The investigations into the Inslaw affair were the result in the Department of Justice, the Central Intelligence Agency and National Security Agency all responding to allegations involving the PROMIS software. Each agency denied their involvement and any wrongdoing, to varying degrees of credibility. The investigations eventually involved Inspectors General, a Special Counsel, and Congressional briefings, only scarce details of which have been released more than 20 years later. The NSA performed what it considered a very thorough search that proved that its PROMIS software was wholly separate from Inslaw’s. While the review of said software was thorough, the search nevertheless failed to identify the Agency’s purchase and use of at least one other piece of software called PROMIS.
Nearly two years after the FOIA request was submitted, and approximately eight years since a parallel request was filed by one of the founders of Inslaw, the NSA responded with an interim release of documents, often redacting information which was already public. In an oddly related FOIA gaffe, the NSA also directed the author’s attention to three documents already available online. Of these, one was a press release from the DOJ announcing it had found it was innocent, with the other two being the DOJ reports the press release was based upon, both of which had been uploaded by the author rather than the government. The NSA’s pointed awareness of these documents is significant, in that their redaction decisions ignored what was already declassified and officially acknowledged. In many places, the Agency redacts names and specific details from the draft report, that are included in the final report with only minor rephrasings.
The NSA’s release, more than 20 years after the DOJ report was published, redacts the name of the long acknowledged branch chief: Carol Fay Boomer.
The documents, along with a separate release specifically focused on NSA’s PROMIS, are evidence that their main database predated the PROMIS scandal by nearly a decade. These documents, some of which detail NSA’s earliest databases for collecting SIGINT data and making it available on government networks, prove that they had PROMIS software independent of Inslaw’s to an almost comical degree. However, the documents also highlight two significant problems that often arises in these types of investigations. The first is that the government’s bias and desire to clear itself can undermine the results of the investigation, and the public’s faith in them. The second problem, which arises from the first, is that it indirectly encourages a culture of suspicion and occasionally outright conspiratorial thinking.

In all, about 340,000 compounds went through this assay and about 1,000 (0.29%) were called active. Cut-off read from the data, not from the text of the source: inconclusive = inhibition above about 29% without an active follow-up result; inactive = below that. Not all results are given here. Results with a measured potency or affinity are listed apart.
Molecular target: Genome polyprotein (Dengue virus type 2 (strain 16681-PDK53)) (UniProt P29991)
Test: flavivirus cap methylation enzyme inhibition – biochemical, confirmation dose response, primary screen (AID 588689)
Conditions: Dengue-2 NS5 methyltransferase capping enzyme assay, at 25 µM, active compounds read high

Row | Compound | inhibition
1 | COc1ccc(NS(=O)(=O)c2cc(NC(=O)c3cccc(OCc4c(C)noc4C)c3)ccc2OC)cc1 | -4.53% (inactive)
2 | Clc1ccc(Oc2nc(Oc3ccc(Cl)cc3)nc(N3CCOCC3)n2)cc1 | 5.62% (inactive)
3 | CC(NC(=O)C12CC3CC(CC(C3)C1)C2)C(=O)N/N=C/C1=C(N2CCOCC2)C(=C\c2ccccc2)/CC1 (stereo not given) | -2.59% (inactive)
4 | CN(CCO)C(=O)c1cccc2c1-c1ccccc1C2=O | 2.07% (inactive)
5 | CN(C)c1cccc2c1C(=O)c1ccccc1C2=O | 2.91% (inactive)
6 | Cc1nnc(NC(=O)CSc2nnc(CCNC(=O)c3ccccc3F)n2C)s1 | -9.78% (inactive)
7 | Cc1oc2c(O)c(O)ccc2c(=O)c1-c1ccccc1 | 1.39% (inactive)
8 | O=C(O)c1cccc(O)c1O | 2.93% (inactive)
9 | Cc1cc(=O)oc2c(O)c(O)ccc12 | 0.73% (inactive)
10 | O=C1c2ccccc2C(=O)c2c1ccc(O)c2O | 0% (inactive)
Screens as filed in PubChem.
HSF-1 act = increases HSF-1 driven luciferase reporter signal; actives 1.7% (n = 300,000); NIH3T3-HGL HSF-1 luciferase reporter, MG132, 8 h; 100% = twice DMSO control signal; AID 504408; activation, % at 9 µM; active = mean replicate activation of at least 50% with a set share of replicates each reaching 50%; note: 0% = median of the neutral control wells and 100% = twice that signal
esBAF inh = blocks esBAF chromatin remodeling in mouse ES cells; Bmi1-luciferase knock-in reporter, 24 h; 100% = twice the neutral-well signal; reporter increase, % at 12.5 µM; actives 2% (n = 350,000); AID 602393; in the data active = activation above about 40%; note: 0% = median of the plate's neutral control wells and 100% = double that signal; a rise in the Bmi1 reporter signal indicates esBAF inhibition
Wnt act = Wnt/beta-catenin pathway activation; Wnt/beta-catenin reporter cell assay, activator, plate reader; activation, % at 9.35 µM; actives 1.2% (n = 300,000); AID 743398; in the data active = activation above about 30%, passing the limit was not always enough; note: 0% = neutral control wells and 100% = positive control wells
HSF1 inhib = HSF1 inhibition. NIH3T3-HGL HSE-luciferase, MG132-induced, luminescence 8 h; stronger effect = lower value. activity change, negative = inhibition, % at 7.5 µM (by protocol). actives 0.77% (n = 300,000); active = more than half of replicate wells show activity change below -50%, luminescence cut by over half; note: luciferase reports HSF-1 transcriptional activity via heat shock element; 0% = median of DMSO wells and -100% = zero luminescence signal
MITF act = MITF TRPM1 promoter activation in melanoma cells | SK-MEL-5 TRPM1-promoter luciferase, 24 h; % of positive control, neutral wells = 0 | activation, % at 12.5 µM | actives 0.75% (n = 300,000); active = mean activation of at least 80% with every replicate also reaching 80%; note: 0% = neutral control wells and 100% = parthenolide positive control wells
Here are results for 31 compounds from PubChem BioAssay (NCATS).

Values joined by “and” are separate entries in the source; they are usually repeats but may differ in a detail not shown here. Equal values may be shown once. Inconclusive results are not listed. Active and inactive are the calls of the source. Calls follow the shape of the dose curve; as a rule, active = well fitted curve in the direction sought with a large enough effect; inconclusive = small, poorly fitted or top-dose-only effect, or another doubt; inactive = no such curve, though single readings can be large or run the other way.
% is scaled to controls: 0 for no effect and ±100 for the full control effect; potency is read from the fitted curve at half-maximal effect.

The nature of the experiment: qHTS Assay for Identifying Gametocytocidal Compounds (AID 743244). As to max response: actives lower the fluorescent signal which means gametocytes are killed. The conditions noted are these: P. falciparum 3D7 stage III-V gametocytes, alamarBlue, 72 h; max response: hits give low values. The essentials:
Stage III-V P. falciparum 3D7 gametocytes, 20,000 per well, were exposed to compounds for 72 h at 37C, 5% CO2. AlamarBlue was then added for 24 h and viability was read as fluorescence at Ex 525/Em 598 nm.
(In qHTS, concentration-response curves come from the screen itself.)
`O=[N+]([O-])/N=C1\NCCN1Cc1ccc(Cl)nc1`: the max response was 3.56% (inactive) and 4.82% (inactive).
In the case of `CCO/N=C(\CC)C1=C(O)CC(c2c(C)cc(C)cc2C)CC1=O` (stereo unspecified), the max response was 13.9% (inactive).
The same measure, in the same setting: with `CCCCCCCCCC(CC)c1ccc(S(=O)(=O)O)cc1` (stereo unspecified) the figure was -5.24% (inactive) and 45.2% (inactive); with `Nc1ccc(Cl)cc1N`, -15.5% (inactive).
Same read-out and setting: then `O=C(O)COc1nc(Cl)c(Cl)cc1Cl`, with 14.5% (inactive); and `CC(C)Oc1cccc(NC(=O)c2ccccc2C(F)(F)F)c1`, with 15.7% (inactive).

After four years of searching for records related to PROMIS and the NSA’s use of it, it had apparently focused solely on their SIGINT database. It wasn’t until mid-July 1996 that the NSA identified their 1986 purchase and use of a piece of software called PROMIS. This discovery wasn’t prompted by the NSA’s own search or self-awareness, but by an old newspaper article which was provided to the DOJ, and subsequently the NSA. According to the article, NSA had purchased software called PROMIS “from a company called Promis Systems Corporation, a division of I.P. Sharpe.”
The ensuing search mirrored the exhaustive search into the PROMIS database collecting NSA’s SIGINT information. It similarly documented that the software was used to track products in an NSA fabrication facility which was discontinued when National Semiconductor Corporation took over the contract, using their own facility and discontinuing the NSA’s use of Sharpe’s PROMIS.
While it was distinct from Inslaw’s PROMIS, the software associated with the manufacture of the chips shouldn’t have escaped NSA’s research and investigation. Some of the PROMIS related accusations involved modifying the circuits of computers in various ways that would allow either backdoor access or remotely reading information, even from air-gapped machines. This makes any connection between PROMIS and the manufacture of circuitry relevant to the investigation, even if only to quickly clear and distinguish Sharpe’s PROMIS from both NSA’s PROMIS and Inslaw’s PROMIS. That it took four years and outside intervention to prompt NSA to apparently discover its use of Sharpe’s PROMIS casts serious doubt on the thoroughness of their inquiry, which increasingly looks like it was a mile deep but an inch wide – digging thoroughly into one specific thing which they already knew the answer to, without looking at anything else.
This, combined with similar instances such as the CIA’s failure to disclose their having been offered a copy of Inslaw’s PROMIS, do considerable damage to the credibility of the government in its various denials. By having to constantly return to the question, and confess that they had missed or withheld something, it becomes more difficult to accept the final results of their inquiries. As a result, even if the full truth were ever revealed, it is unlikely that it would be completely expected. Through their repeated failures to disclosure information, various government agencies have trained members of the public to engage in suspicious and conspiratorial thinking that leaves them vulnerable to the liars and con artists who inevitably (and for varying reasons) try to inflate every scandal, making actual justice and accountability that much more difficult.
Additional documents from the release are pending, though at least one document (ostensibly documenting the government’s innocence) has been withheld “because its disclosure could be reasonably expected to cause serious damage to national security.” You can read the most recent release embedded below, and the rest of MuckRock’s coverage of the affair here.
Image via Wikimedia Commons